• Judge Dredd has Sylvester Stallone and the comic sidekick trying to sneak back into town by evading an incinerator tube that activates like a flamethrower for 5 seconds once every 30 seconds, so all they have to do is get through the tube in 25 seconds from when one of the fire blasts stops.
  • The Rock has Sean Connery and Nicholas Cage trying to get into Alcatraz by sneaking past a hazardous zone which if they don't get past it on a certain time sequence, it will kill them. Not mentioned why a prison has the equivalent of a smoke and fire factory or why a prison that has been shutdown for over 20 years would have one still running, but...
  • While fighting Darth Maul in Star Wars Episode I: The Phantom Menace, Obi-Wan and Qui-Gon have to navigate a gauntlet of force fields that periodically turn on and off.


  • Matthew Reilly's the Six Sacred Stones contains a rare Shaft Cubbyhole Climb (a Corridor Cubbyhole Run, but vertical). It regularly drops giant boulders down the shaft, and also has to be speedran in both directions.
  • Subverted in The Dresden Files: Like the Thundercats example, the last bit is timed differently.

Live-Action TV

  • A live action Game Show variant: Takeshi's Castle (and it's Gag Dub MXC) featured a game where one must run up a hill-based corridor while giant foam boulders come rolling down on them, with little crevices their only way of avoiding the boulders. Slightly altered in that the crevices were occupied by guards who would try to push the contestants out in front of the boulders.

Tabletop Games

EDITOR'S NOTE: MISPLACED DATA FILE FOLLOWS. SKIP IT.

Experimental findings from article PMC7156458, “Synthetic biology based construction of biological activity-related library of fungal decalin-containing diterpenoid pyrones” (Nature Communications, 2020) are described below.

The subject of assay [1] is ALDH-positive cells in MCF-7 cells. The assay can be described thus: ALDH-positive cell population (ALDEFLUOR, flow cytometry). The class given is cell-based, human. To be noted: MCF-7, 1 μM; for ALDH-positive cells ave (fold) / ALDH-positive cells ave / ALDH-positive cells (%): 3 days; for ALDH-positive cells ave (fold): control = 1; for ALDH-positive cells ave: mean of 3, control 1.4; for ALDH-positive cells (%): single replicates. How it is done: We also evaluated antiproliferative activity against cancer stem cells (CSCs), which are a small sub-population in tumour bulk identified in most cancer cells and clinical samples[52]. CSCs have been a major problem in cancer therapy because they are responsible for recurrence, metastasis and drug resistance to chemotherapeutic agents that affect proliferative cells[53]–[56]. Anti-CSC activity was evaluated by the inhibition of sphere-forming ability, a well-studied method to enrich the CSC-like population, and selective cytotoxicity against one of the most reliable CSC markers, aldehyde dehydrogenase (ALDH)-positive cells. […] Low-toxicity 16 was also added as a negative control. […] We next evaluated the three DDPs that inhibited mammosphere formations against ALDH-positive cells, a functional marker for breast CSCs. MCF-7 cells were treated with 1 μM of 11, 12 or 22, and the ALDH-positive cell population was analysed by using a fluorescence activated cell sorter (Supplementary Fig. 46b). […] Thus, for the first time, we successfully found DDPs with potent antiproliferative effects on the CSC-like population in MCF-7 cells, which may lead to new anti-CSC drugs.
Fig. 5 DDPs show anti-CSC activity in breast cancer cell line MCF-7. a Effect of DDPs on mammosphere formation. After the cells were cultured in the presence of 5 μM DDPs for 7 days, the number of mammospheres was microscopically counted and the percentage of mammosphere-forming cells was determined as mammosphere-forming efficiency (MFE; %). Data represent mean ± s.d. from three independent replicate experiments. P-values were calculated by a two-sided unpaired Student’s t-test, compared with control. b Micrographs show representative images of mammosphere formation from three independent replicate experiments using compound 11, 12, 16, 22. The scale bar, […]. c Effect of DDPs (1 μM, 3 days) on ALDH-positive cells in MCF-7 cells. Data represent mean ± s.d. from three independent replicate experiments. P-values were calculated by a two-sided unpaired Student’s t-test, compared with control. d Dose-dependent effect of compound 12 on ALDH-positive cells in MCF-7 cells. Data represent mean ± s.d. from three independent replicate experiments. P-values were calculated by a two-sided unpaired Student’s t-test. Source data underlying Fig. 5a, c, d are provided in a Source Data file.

• It's relatively simple for the DM to build a trap like this in Dungeons & Dragons with the use of fire-spell based traps. Obstacle courses for rogues with high dexterity and Uncanny Dodge ability. The "Door opens and you find an arrow heading towards you" kind of obstacle courses.

Web Original

  • Evil Overlord List:
    63. Bulk trash will be disposed of in incinerators, not compactors. And they will be kept hot, with none of that nonsense about flames going through accessible tunnels at predictable intervals.

Western Animation

  • Played mostly straight in, oddly enough, an episode of the ThunderCats. A drugged Panthro has been dropped down a chasm to die, and survives. The chasm ejects lethal energies at regular intervals, but there are crannies he can fit in that are mostly safe. Panthro thinks, "Got to time them, move between blasts. Thirty-four seconds, I can do this." When he reaches the top, a blast fires early, driving him to remark, "Twenty-eight seconds? That's foul play!"

Real Life

  • Railroad tunnels and bridges often have alcoves at regular intervals so that maintenance and inspection teams can get out of the way of approaching trains.


Video Example(s):


Kirby and the Forgotten Land

Kirby has to hide in the holes to avoid the rotating car things.

How well does it match the trope?

5 (3 votes)

Example of:

Main / CorridorCubbyholeRun

Media sources: